This week, Kafkadesk spoke with Emmanuel Ruben, a French author and geographer. He recently published On the Danube’s path (Sur la route du Danube), the fascinating account of a 48-day cycling odyssey along the mighty river which served as a link, a frontier and a battlefield throughout European history.
Hello Emmanuel! Can you first briefly tell us about yourself?
My name is Emmanuel Ruben, I’m 40 years old, I am a writer, and geographer by training. I live on the banks of the Loire river, in France, and already published approximately ten books – essays, stories, novels. I manage the Maison Julien Gracq, a place of residence for authors and artists from all over the world located near the French city of Nantes.
How did you come up with the idea of embarking on this odyssey along the Danube river?
I had been living on the banks of the Danube, in Novi Sad, Serbia (Vojvodina) since January 2015. At the time when I was still living in Paris, I had started a kind of initiatory novel about the crossing of Europe by two cycling friends, Samuel, the narrator, and Vlad, a young Ukrainian immigrant in France. But I couldn’t make any headway since I had never done the trip myself – even though I’ve been a cycling fanatic since I was a child, I had never undertaken a big cycling trip.
Then, after spending time on the banks of the Danube, reading, writing, walking, biking, jogging, I suddenly had an enlightenment: Why not travel up the Danube on a bike? I suggested to a friend of mine who was a cyclist to come along with me – I told him: “Your name will be Vlad, you’ll be a character in a novel.” He said ok, and we left for Odessa in June 2016.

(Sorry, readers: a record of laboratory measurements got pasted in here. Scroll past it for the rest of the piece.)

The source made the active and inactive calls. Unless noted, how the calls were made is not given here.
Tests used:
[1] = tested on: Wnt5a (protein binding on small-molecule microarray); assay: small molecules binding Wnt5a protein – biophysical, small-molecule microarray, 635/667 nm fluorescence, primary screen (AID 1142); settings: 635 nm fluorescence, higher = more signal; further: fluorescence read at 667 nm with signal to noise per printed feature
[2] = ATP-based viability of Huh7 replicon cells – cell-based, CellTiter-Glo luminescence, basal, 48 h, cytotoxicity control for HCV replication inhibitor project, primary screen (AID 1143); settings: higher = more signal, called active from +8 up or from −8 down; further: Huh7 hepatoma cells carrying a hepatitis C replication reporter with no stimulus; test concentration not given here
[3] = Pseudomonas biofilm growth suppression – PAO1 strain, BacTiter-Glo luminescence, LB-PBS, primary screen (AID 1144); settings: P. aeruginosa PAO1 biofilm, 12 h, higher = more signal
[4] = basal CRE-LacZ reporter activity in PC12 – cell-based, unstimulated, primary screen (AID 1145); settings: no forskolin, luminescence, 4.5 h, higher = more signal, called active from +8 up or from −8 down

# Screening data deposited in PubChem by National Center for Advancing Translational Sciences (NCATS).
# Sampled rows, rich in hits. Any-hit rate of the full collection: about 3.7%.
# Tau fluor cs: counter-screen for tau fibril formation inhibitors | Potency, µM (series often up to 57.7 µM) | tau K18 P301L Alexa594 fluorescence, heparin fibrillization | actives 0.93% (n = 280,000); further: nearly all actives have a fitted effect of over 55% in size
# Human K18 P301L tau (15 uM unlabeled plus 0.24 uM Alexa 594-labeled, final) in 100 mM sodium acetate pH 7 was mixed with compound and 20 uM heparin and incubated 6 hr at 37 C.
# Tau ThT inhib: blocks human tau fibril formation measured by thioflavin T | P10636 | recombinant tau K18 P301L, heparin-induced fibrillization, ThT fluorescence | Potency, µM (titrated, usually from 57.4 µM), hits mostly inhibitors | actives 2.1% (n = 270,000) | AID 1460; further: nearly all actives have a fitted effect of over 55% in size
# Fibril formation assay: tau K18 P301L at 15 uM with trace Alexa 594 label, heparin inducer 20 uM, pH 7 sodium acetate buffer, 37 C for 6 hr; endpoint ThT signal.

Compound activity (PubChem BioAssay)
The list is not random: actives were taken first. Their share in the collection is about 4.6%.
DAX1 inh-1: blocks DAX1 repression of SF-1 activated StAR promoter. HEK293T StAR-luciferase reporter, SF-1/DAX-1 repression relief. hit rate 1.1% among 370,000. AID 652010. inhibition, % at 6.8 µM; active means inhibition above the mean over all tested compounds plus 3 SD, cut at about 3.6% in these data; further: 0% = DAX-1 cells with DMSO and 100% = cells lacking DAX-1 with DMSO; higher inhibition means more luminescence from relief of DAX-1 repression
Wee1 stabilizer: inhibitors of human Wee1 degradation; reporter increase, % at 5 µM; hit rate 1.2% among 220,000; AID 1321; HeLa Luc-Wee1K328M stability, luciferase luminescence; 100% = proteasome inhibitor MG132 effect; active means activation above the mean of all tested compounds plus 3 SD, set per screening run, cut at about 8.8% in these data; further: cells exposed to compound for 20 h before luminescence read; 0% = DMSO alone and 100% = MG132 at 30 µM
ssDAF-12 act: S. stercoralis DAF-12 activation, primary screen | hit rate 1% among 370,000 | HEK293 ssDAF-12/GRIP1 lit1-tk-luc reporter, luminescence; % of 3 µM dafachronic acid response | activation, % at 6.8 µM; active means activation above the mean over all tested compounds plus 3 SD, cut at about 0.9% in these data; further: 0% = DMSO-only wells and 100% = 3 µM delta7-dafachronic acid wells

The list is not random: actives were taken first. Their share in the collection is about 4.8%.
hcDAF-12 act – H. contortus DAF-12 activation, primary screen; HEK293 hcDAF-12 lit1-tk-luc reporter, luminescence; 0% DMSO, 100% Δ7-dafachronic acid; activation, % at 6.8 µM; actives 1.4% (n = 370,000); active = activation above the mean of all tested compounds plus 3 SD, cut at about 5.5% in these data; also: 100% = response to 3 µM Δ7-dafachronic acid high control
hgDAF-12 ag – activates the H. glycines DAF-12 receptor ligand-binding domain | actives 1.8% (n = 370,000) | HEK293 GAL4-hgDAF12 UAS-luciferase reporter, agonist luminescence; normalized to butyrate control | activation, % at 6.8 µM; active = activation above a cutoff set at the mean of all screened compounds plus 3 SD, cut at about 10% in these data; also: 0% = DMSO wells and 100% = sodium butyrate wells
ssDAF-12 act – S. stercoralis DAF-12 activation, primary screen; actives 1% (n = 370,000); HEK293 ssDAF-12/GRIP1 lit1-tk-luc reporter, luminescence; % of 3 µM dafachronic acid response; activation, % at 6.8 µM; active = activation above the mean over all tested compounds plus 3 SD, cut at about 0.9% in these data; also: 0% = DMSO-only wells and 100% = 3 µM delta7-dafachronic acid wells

Tell us about your journey and the route you took.
We arrived in Odessa by plane in June. From there, we decided to reach the Danube Delta – 200 km, or 2 days of cycling, to Vilkovo where the river flows into the Black Sea. Then we cycled up the river for 48 days and over 4,000 km of roads and paths crossing all the countries along the river, and taking a long break halfway to Novi Sad where we were both living.
We were completely autonomous: our bikes weighed 15 kilos and we each had 15 kilos of luggage, with a tent, a duvet, food and as little clothing as possible. We tried to stick to the Danube as much as humanly possible, so to get as close as possible to the river, which wasn’t always possible, especially in the first countries we crossed – Ukraine, Moldavia, Romania, Bulgaria. That’s where we made our most beautiful encounters – all these “yellow vests” of Europe, as I call them, people forgotten by the European Union.
Did you encounter any particular difficulties during your trip?
Stray dogs were possibly our worst encounters, especially Romanian dogs, which are particularly aggressive, no doubt because they sometimes have to spawn with wolves. Otherwise, we sometimes got lost in swamps when we tried to remain as close to the Danube as possible, especially in Ukraine, and we almost got stuck in the mud a few times and threw in the towel. Finally, there was the heat wave, which followed us for half of the trip: when we arrived in Galati, Romania, it was 42°C in the shade.
Do you have particularly memorable memories or experiences?
There are so many that I can’t mention them all! A Ukrainian granny who wanted to be served beer after beer and know how it was like in Odessa; a Ukrainian fisherman who drank the river water; a Romanian captain who looked like Hugo Pratt; a former Bulgarian metallurgist who told us “Fuck you Gorbachev” to sum up the situation in his country; an old Serbian lady who was carrying garden tools on her bicycle and refused to let a man approach her; a former Serbian officer who had fallen into alcohol since the war separated him from his Croatian wife and children. And everywhere we saw Gypsies, musicians or simple rubberneckers bathing in the river. We saw what Svetlana Alexievitch calls “the end of the red man”.
How would you describe the importance and symbolism of the Danube for the countries of Central and Eastern Europe, and European history in general?